Apple faces higher taxes after G7 agree to global tax rate changes

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Comments

  • Reply 21 of 77
    elijahgelijahg Posts: 2,231member
    crowley said:
    Maybe I will, maybe I won't.  But some people definitely won't, they'll go somewhere else, or put off that upgrade another year; 
    Which is exactly what I have done since Cook ballooned iPhone prices. I had a new iPhone every other year since the original, until the 6S. Since then I have only bought one: the X - and that was second hand. Cook's absurd pricing has caused them to lose a number of iPhone sales from a historically avid fan, and thus average revenue from me has nosedived in the latter 5 years compared to the 5 before. ASP is up, but that is meaningless. Many of my friends have switched away from iOS or are still rocking an ancient iPhone 6, and they all say it's down to the crazy prices.
    edited June 5 chadbagZeebler
  • Reply 22 of 77
    elijahgelijahg Posts: 2,231member
    lkrupp said:
    crowley said:
    Maybe I will, maybe I won't.  But some people definitely won't, they'll go somewhere else, or put off that upgrade another year; Apple aren't immune to price sensitivity.  Price rises will mean Apple loses sales, especially if competitors don't raise prices.

    So while Apple may raise prices, I'd be very surprised if they accommodate the complete tax increase, rather than absorbing some of it into a reduced markup.

    They're not that stupid.
    Apparently you and others here have been waiting for the ‘overpriced’ rebellion to take hold with people walking away with their wallets.  It hasn’t and there’s not much chance it ever will, especially after 45 years of overpriced Apple gear selling in droves.
    Well, "apparently" it has. iPhone sales are largely flat since 2016, excepting 2020 as that's an anomaly year with more tech purchases due to the pandemic. Also what do you think the arguably biggest reason 1990's Apple almost went bust if it wasn't prices? Macs were double the cost of equivalent spec PCs back then, which is nigh on where they are again now, albeit without the crap OS.
    edited June 5 AlexMorellomuthuk_vanalingam
  • Reply 23 of 77
    crowleycrowley Posts: 8,288member
    lkrupp said:
    crowley said:
    Maybe I will, maybe I won't.  But some people definitely won't, they'll go somewhere else, or put off that upgrade another year; Apple aren't immune to price sensitivity.  Price rises will mean Apple loses sales, especially if competitors don't raise prices.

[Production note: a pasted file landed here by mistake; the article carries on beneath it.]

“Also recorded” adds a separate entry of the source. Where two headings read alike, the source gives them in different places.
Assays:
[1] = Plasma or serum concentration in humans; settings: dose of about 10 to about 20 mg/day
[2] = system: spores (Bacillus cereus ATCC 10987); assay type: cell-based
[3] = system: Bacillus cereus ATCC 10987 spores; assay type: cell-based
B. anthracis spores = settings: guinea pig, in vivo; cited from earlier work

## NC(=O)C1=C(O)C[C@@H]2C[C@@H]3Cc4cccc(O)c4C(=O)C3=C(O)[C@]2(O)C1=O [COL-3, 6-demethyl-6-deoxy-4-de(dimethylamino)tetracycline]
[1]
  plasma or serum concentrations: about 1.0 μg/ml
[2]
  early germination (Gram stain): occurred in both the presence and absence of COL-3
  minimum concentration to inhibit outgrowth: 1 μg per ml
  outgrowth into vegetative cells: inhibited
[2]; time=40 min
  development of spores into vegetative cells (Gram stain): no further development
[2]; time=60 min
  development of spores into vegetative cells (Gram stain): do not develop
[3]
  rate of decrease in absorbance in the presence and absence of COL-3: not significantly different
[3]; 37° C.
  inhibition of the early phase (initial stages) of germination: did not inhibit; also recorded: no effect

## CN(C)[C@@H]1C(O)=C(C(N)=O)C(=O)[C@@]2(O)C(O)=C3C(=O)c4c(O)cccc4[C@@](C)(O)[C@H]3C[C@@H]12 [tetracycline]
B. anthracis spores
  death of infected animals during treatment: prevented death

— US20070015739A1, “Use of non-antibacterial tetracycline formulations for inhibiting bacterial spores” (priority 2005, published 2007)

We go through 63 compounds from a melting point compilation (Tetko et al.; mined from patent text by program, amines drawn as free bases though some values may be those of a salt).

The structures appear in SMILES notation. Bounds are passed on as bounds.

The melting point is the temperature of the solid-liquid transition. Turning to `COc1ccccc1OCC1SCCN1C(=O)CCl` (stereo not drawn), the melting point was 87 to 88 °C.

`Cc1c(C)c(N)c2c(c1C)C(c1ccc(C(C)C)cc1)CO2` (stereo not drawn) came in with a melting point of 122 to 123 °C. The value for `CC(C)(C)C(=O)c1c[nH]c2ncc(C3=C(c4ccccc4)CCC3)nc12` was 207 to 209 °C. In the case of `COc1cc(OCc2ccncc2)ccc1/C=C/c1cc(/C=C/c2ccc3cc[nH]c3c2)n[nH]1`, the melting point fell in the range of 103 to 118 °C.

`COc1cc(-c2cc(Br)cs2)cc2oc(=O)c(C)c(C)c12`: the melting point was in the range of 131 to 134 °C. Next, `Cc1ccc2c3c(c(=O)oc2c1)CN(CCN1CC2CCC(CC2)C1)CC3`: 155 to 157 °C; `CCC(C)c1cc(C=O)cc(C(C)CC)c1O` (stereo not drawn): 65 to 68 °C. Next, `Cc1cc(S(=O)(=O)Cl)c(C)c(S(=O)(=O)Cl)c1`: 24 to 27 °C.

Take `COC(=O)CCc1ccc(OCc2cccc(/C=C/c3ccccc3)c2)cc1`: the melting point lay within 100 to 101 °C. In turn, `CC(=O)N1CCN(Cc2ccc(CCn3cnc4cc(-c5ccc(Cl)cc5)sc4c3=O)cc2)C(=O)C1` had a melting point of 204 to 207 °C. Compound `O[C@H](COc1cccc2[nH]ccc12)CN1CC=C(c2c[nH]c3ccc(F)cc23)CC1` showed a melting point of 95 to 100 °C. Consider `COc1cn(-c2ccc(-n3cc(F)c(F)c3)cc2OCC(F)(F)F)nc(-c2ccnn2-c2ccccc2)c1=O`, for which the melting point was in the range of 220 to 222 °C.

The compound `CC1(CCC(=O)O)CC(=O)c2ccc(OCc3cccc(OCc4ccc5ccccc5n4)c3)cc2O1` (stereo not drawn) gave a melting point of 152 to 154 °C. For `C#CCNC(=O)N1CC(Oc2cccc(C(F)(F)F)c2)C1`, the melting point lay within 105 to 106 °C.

So while Apple may raise prices, I'd be very surprised if they accommodate the complete tax increase, rather than absorbing some of it into a reduced markup.

    They're not that stupid.
    Apparently you and others here have been waiting for the ‘overpriced’ rebellion to take hold with people walking away with their wallets.  It hasn’t and there’s not much chance it ever will, especially after 45 years of overpriced Apple gear selling in droves.
    Stop putting words in my mouth please, I never said any of that.  Quit with the projecting.
    elijahgGeorgeBMacnadriel
  • Reply 24 of 77
    bloggerblogbloggerblog Posts: 2,050member
    Are we going to pay less in taxes now that G7 is collecting more taxes and closed the loopholes?

    Also in the end, all companies will just tag on any extra taxes to to the consumer. Taxes are always paid by the buyer!
    chadbagAlexMorello
  • Reply 25 of 77
    KTRKTR Posts: 122member
    reroll said:
    Apple should close shop in all those money grabbing countries. That’ll teach them!
    Or raise their prices by %15 to cover their respective taxes

  • Reply 26 of 77
    Are we going to pay less in taxes now that G7 is collecting more taxes and closed the loopholes?

    Also in the end, all companies will just tag on any extra taxes to to the consumer. Taxes are always paid by the buyer!

    Agreed - The G7 have agreed to increase taxes (hopefully) to all their people whilst labelling it as taxing the greedy multination companies - a win - win